New Constitution Doesn't Change Afghan Nomads' Hard Lot
Adam Khan Nasiri was a member of a delegation of nomads at Afghanistan's recent loya jirga, the grand council that produced the country's new constitution. President Hamid Karzai signed the new constitution on January 26, but Nasiri professes little interest in celebrating the event. He says the constitution does little to improve conditions for Afghan nomads.
A 45-year-old shepherd from the southern Zabul Province, Nasiri is pessimistic about the future for Afghanistan's nomads, known as Kuchis in the Dari language. "Nobody pays attention to our problems. We have lost almost everything, but have gotten very little or no assistance," said Nasiri, a father of six children. "I have lost my whole flock of 400 sheep over the past three years, my children have no education and there are no doctors for us."
Nasiri's experience is one that is shared by many of the estimated 1 million nomads in Afghanistan. Once a stable community of herders and merchants, most Kuchis have seen their way of life shattered by almost 25 years of civil strife. A large number of nomads remain refugees in Pakistan, or are internally displaced within Afghanistan. According to the United Nations Assistance Mission in Afghanistan, nomads remain among the most vulnerable segments of society. [For background click here]. Some experts say a comprehensive land rehabilitation program is needed before nomads can resume their traditional way of life. At the same time, those wanting to adopt a more sedentary lifestyle are in need of vocational training.
But such assistance appears to be a low priority on the Karzai government's agenda. Agriculture minister Sayed Hussain Anwari, in a December 27 speech, urged Afghans to adopt a program of self-reliance in developing sustainable farming. He also acknowledged the nomads' hardship. "One respected delegate complained yesterday that Afghan nomads are ignored," he said. "We have made efforts to ensure they are not. We have put forward several proposals regarding the future strategy of the Agriculture Ministry. We hope to find some resources for you as soon as possible."
What little assistance that is available to nomads is hard to deliver, those involved in the aid effort say. "You don't set up a health clinic for Kuchis, you have some kind of mobile solution," said Peter Robertson, a senior advisor to the Ministry of Rural Rehabilitation and Development. "The same is true for education. The challenge is finding the right methods to support nomadic people."
The ministry, in collaboration with other aid groups, has talked about steering Kuchis toward jobs in labor-intensive projects such as road-building and the digging of irrigation channels. It is also supporting a study on the water supply in desolate areas in southern Kandahar Province a region that has traditionally served as winter base for a large number of nomads.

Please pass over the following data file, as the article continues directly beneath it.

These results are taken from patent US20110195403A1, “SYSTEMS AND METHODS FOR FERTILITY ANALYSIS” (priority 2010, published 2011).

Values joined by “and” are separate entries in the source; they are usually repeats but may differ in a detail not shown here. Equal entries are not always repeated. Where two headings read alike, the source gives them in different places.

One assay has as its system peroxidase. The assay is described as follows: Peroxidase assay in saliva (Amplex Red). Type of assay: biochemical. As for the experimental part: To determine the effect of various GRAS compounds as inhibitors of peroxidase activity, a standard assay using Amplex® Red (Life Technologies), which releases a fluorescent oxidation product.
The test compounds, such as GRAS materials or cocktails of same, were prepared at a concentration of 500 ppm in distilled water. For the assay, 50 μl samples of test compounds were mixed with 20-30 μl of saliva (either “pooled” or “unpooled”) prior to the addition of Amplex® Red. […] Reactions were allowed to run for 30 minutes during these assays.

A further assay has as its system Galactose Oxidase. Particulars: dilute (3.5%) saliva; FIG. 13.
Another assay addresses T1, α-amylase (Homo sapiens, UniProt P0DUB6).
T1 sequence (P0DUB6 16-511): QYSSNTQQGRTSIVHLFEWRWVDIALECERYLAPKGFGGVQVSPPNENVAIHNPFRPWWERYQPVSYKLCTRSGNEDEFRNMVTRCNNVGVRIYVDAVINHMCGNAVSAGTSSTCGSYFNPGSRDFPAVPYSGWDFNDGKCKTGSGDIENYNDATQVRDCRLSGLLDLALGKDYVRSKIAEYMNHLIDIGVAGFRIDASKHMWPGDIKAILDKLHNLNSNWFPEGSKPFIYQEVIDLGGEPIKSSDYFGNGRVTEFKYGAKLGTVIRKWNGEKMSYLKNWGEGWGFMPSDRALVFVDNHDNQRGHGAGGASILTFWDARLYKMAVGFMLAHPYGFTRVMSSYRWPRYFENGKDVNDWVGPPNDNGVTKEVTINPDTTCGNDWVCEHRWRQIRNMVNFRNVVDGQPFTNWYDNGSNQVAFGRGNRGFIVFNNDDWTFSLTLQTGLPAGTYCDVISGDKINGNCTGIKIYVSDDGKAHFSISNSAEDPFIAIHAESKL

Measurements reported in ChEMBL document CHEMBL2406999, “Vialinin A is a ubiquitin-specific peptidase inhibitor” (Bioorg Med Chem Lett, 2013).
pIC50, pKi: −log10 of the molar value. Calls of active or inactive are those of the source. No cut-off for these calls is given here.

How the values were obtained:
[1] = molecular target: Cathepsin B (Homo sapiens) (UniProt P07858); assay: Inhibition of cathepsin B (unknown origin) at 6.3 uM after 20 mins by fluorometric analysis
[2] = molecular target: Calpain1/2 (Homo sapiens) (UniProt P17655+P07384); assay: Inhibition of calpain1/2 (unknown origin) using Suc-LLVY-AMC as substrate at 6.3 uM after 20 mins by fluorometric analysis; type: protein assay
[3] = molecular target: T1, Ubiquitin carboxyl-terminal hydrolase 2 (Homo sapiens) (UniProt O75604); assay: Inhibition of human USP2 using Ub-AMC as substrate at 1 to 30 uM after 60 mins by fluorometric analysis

Resources alone will not bring nomads stability, observers are quick to point out. According to a leading expert from the US-based organization Refugees International, long-standing inter-ethnic tension presents a major obstacle for Kuchis. Most Afghan nomads are ethnic Pashtuns, and they have experienced hostility at the hands of other ethnic groups, especially in northern Afghanistan.
"In the northwest, [ethnic] Uzbeks and Tajiks resent the presence of Kuchis, and have forced them to flee their lands," Larry Thompson, Refugee International's director of advocacy, wrote in December. [For background click here].
Thompson also reported encountering ethnic Hazaras, who voiced the belief that Kuchis collaborated with the defeated Taliban militia, which was, and remains, dominated by Pashtun elements. Kuchi political activists have denied a close association with the Taliban.
"Many ended up in dismal...camps near Herat or Kandahar, or in dangerous and isolated refugee camps in Pakistan," Thompson wrote. "Kuchis who have livestock are often unable to drive their flocks to their traditional summer grazing pastures in the central highlands....In some areas, landmines hinder access to grazing land."
Ubaidullah Baloch, a tribal leader in the southern province of Helmand, confirmed Thompson's assessment. "We have no drinking water and the warlords prevent our herds from grazing on the fertile riverbanks," Baloch said, adding that the loss of livestock has left many Kuchis unable to fulfill another traditional role, trading with peasants in the Hindu Kush mountain range.
Squabbles over access to water sources and grazing land have fueled inter-ethnic tension. In some cases, disputes have turned violent, according to Hashmat Ghani Ahmadzai, an influential Kuchi leader. "We don't want to fight anybody. All Afghans are our brothers and we want to live in harmony with them," he said.
Thompson's report notes that reconciliation among the Kuchis and the Hazaras would help open the resumption of traditional summer migration to the central highlands. Ahmadzai advocated the establishment of an office for nomadic affairs within Karzai's administration. The office, according to Ahmadzai's vision, would help mediate land disputes and work to build trust among Kuchis and northern ethnic groups.
Abubaker Saddique reports on South Central Asia.
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